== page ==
She enters the convent in 1964, at seventeen, while her peers are exploring boys and the Beatles.
At the age of seven, shy Cathleen (Margaret Qualley, in an extraordinary performance) discovers the Roman Catholic Church, to the dismay of her rebellious mother. At twelve, she falls in love with the idea of becoming a nun.
The Sisters of the Beloved Rose are not any order. At a time when Vatican II tried to reform the Catholic Church and young nuns were a staple at protest rallies, these Sisters stay cloistered, often in silence and prayer. The Reverend Mother makes available "the discipline," a small whip that had long disappeared from convent life elsewhere, and encourages novitiates to use it on themselves. As played by Melissa Leo, Reverend Mother blends devotion, sadism, and an unexpected dash of feminism.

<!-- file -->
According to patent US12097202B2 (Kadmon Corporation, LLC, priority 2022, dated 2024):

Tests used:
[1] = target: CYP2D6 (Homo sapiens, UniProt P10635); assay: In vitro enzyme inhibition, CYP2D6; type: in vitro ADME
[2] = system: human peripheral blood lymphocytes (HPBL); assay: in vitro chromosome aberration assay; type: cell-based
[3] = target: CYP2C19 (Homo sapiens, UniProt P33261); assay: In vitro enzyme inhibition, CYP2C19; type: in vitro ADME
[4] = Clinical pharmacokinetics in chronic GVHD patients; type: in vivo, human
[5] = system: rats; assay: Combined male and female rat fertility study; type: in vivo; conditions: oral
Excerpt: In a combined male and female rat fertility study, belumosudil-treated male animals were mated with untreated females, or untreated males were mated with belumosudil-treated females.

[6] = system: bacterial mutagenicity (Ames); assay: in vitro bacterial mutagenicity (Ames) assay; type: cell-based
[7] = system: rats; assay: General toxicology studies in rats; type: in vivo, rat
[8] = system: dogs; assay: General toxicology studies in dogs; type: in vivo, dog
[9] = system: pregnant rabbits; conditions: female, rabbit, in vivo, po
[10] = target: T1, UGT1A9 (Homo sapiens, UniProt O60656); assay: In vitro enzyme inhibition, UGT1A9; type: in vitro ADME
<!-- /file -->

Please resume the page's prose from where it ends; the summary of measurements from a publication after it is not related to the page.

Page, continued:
Vatican II gets presented, typically, as Catholicism's attempt to modernize. Conservatives in the church see it as a movement that made too many worldy concessions. This film exposes another view. Vatican II effectively removed from nuns what little power they had.
Unlike Sister Aloysius from Doubt (2008), the Reverend Mother lacks a developed sense of uncertainty. Her assurance, however, gives her no recourse against the hierarchy's dictates. Changes may improve the church, but they cost these women their self-concept and community.
It's not a perfect community. Cathleen battles with limited success against sexual desires. Another nun breaks down and, wearing only headgear, cowl and twat on display, makes proclamations of doom.
Novitiate (2017), written and directed by Margaret Betts, makes for compelling and uneasy viewing. It asks many questions and provides few answers. As happened at this time, many nuns drift away from convent and vows. Cathleen's journey remains incomplete; she still wants more than the world has given her.